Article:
Green grab by bricolage: the institutional workings of community conservancies in Kenya

Research output: Contribution to journalArticle

Authors

Colleges, School and Institutes

External organisations

  • University of Sheffield

Abstract

Across Kenya’s arid and semi-arid lands, vast rangelands are being transformed into community conservancies – common property arrangements managed for transhumance pastoralism and biodiversity conservation. The Northern Rangelands Trust (NRT) has spearheaded this transformation, promoting community conservancies as a model that conserves biodiversity while developing resilience, improving livelihoods, and promoting security among diverse pastoralist groups in Kenya. Building on recent critical engagement with the NRT model, this article reframes community conservancies as green grabs. In doing so, it makes two overarching contributions to wider debates. The first contribution complicates stereotypes about ‘grabbers’ and ‘grabbees’ and unsettles crude distinctions between political reactions to green grabs, social phenomena commonly portrayed as enacted from above and reacted to from below. Using the concept of bricolage, we show how actors at multiple scales with multiple identities participate – consciously and unconsciously – in reshaping institutional arrangements for managing communal lands and natural resources to align with conservation. The second contribution reveals how power works through emergent hybrid institutions, producing undesired and unintended outcomes. With this in mind, the article concludes that green grab by bricolage produces contradictory spaces animated by a seemingly adaptive, innovative, and progressive agenda, but constrained by historical patterns of access, accumulation, and domination.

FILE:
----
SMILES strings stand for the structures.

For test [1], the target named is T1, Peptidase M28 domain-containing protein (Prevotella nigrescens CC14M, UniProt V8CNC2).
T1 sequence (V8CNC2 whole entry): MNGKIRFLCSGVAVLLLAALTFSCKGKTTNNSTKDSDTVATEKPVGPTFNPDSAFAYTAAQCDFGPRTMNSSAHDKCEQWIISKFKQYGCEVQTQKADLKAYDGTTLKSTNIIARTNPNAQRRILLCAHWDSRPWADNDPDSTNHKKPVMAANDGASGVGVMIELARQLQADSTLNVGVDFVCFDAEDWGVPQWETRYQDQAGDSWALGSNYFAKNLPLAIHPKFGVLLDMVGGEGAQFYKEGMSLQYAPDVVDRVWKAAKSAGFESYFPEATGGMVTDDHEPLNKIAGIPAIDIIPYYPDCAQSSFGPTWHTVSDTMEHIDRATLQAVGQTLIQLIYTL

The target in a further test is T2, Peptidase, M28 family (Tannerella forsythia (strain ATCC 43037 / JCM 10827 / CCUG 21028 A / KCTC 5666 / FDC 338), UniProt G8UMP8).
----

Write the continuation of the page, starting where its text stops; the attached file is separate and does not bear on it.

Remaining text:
Details

Original languageEnglish
Pages (from-to)467-480
Number of pages14
JournalConservation and Society
Volume16
Issue number4
Early online date27 Sep 2018
Publication statusE-pub ahead of print - 27 Sep 2018

Keywords

  • Green grab, Community-Based Natural Resource Management, Critical institutionalism, Institutional bricolage, Laikipia, Kenya